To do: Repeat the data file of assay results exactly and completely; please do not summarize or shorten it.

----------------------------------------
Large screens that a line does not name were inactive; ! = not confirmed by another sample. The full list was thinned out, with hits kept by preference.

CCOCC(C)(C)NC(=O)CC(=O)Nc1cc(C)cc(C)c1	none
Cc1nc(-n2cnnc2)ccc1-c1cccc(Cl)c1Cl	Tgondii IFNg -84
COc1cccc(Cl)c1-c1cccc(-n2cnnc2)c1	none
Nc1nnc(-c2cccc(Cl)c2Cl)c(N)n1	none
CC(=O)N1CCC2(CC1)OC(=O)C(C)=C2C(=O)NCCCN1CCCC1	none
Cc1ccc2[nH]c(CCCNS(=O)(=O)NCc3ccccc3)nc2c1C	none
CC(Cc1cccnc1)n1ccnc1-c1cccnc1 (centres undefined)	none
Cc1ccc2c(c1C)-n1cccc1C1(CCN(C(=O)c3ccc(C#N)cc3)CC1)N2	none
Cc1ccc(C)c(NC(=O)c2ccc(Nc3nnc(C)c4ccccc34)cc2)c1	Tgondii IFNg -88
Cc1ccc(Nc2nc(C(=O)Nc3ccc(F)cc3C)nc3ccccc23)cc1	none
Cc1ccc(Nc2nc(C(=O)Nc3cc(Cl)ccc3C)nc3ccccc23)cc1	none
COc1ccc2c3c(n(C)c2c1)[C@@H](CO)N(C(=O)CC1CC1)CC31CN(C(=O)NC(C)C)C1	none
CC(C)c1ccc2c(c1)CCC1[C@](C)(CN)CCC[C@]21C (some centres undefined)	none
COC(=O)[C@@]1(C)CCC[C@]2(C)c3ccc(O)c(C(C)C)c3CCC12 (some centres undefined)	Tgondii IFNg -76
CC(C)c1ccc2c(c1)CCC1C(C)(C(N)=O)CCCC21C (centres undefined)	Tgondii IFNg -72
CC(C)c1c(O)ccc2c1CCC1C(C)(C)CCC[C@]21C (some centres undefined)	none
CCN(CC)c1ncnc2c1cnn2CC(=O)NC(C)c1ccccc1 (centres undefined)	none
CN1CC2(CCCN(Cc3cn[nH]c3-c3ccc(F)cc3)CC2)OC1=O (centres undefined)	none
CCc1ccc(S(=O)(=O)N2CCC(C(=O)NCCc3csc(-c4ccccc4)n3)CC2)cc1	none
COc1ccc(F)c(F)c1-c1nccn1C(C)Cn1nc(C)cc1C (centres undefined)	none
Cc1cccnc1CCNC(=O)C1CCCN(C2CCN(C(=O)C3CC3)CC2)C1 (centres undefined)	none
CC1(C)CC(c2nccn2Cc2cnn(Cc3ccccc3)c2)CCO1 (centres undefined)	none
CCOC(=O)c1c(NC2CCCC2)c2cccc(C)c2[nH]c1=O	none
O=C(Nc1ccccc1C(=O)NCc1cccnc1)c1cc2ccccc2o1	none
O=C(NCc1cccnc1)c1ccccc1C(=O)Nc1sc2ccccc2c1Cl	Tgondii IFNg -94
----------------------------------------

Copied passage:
Large screens that a line does not name were inactive; ! = not confirmed by another sample. The full list was thinned out, with hits kept by preference.

CCOCC(C)(C)NC(=O)CC(=O)Nc1cc(C)cc(C)c1	none
Cc1nc(-n2cnnc2)ccc1-c1cccc(Cl)c1Cl	Tgondii IFNg -84
COc1cccc(Cl)c1-c1cccc(-n2cnnc2)c1	none
Nc1nnc(-c2cccc(Cl)c2Cl)c(N)n1	none
CC(=O)N1CCC2(CC1)OC(=O)C(C)=C2C(=O)NCCCN1CCCC1	none
Cc1ccc2[nH]c(CCCNS(=O)(=O)NCc3ccccc3)nc2c1C	none
CC(Cc1cccnc1)n1ccnc1-c1cccnc1 (centres undefined)	none
Cc1ccc2c(c1C)-n1cccc1C1(CCN(C(=O)c3ccc(C#N)cc3)CC1)N2	none
Cc1ccc(C)c(NC(=O)c2ccc(Nc3nnc(C)c4ccccc34)cc2)c1	Tgondii IFNg -88
Cc1ccc(Nc2nc(C(=O)Nc3ccc(F)cc3C)nc3ccccc23)cc1	none
Cc1ccc(Nc2nc(C(=O)Nc3cc(Cl)ccc3C)nc3ccccc23)cc1	none
COc1ccc2c3c(n(C)c2c1)[C@@H](CO)N(C(=O)CC1CC1)CC31CN(C(=O)NC(C)C)C1	none
CC(C)c1ccc2c(c1)CCC1[C@](C)(CN)CCC[C@]21C (some centres undefined)	none
COC(=O)[C@@]1(C)CCC[C@]2(C)c3ccc(O)c(C(C)C)c3CCC12 (some centres undefined)	Tgondii IFNg -76
CC(C)c1ccc2c(c1)CCC1C(C)(C(N)=O)CCCC21C (centres undefined)	Tgondii IFNg -72
CC(C)c1c(O)ccc2c1CCC1C(C)(C)CCC[C@]21C (some centres undefined)	none
CCN(CC)c1ncnc2c1cnn2CC(=O)NC(C)c1ccccc1 (centres undefined)	none
CN1CC2(CCCN(Cc3cn[nH]c3-c3ccc(F)cc3)CC2)OC1=O (centres undefined)	none
CCc1ccc(S(=O)(=O)N2CCC(C(=O)NCCc3csc(-c4ccccc4)n3)CC2)cc1	none
COc1ccc(F)c(F)c1-c1nccn1C(C)Cn1nc(C)cc1C (centres undefined)	none
Cc1cccnc1CCNC(=O)C1CCCN(C2CCN(C(=O)C3CC3)CC2)C1 (centres undefined)	none
CC1(C)CC(c2nccn2Cc2cnn(Cc3ccccc3)c2)CCO1 (centres undefined)	none
CCOC(=O)c1c(NC2CCCC2)c2cccc(C)c2[nH]c1=O	none
O=C(Nc1ccccc1C(=O)NCc1cccnc1)c1cc2ccccc2o1	none
O=C(NCc1cccnc1)c1ccccc1C(=O)Nc1sc2ccccc2c1Cl	Tgondii IFNg -94